The Council has made a submission to the Privacy Commisioner concerning the proposed extensions to the Telecommunications Information Privacy Code. These extensions would:
- Allow people to opt-in to allow location tracking by emergency services.
- Allow emergency services to locate someone who they believe is at risk of serious harm.
- Allow emergency services to locate someone who they believe may intend to inflict serious harm on others.
We support the first of these, and support with reservations the second. These reservations include a requirement for mandatory notification after the fact to the person located, and significant improvements to the process and oversight to protect against misuse.
However, the third, that allows emergency services to locate someone for the benefit of someone else, appears to be less of an extension to the existing 111 emergency location system and more a form of surveillance. It would allow emergency services to merely assert that someone is or will be a danger to someone else and thereby access their location as revealed by their phone.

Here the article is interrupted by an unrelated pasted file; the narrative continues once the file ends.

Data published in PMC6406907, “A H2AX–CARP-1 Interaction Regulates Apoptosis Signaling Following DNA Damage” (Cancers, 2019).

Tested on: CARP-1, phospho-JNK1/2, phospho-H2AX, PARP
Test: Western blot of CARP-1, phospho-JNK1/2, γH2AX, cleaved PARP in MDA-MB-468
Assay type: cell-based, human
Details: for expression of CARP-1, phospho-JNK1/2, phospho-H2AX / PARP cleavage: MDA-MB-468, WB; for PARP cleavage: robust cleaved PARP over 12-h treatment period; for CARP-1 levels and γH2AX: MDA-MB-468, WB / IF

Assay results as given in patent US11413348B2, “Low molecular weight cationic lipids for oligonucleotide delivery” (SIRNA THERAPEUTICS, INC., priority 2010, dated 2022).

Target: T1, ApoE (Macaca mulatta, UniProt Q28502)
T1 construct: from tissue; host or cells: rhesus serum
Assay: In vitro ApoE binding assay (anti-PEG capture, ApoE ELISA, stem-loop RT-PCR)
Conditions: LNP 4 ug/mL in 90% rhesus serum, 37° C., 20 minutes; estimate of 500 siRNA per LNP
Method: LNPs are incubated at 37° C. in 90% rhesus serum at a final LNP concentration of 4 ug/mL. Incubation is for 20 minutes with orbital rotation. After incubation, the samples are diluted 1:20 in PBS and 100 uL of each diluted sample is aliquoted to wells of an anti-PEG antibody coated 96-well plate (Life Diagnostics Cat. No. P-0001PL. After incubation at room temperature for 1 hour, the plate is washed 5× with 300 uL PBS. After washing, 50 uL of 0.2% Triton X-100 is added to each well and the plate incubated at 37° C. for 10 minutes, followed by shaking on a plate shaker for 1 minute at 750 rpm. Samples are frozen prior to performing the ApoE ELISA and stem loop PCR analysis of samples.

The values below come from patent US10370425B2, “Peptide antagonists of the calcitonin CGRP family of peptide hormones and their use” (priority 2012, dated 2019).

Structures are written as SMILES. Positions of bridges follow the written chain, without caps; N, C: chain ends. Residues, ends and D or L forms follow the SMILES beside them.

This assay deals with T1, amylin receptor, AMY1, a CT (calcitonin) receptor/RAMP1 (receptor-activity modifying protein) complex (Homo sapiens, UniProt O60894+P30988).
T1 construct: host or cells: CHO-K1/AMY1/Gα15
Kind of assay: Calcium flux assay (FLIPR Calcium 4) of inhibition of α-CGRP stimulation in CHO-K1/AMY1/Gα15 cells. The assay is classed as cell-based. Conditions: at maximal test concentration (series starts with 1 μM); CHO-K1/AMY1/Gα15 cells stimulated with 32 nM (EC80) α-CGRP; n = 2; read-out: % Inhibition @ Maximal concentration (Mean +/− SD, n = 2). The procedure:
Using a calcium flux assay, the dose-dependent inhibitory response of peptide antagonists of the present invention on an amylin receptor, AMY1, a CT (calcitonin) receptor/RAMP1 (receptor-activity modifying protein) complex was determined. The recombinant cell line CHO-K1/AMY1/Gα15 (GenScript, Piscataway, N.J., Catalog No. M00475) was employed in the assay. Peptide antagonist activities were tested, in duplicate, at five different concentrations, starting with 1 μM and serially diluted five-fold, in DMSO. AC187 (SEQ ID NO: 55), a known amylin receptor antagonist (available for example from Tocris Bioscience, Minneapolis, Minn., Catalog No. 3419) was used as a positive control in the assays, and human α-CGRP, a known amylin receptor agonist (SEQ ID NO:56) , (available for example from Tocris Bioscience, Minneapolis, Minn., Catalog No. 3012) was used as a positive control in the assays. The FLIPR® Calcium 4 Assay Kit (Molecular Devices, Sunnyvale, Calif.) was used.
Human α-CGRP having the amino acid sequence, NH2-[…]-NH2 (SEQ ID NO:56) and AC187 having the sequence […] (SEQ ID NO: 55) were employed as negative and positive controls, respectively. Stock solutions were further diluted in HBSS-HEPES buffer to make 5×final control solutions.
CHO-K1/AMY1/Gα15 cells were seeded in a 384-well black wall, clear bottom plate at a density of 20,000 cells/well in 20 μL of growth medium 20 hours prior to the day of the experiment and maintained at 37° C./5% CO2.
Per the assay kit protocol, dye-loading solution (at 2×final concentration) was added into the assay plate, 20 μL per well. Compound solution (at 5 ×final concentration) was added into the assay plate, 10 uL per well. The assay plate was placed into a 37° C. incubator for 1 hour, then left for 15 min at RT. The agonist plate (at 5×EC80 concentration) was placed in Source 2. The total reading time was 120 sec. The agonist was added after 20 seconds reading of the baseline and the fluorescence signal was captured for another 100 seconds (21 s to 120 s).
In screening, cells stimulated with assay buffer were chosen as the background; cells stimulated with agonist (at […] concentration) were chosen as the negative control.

This provision makes an end run around the Search and Surveillance Act that already contains provisions for the use of tracking devices and production orders to compel service providers to reveal someone’s location. Importantly, they also include formal procedures and safeguards to prevent this power being misused, with breach of these being an offense. We note that the S&S Act also includes the ability in the event of an emergency to act first and seek authorisation within 48 hours.
We oppose this purpose for the TIPC and recommend that rather than allowing it, that it specifically forbids it as an acceptable practice. Location data is highly personal and invasive, and any access to it should have to comply with the rules set by Parliament when they passed the law. Privacy Codes are not meant to be used to circumvent law in the way proposed.
Read the submission for our full analysis and recommendations.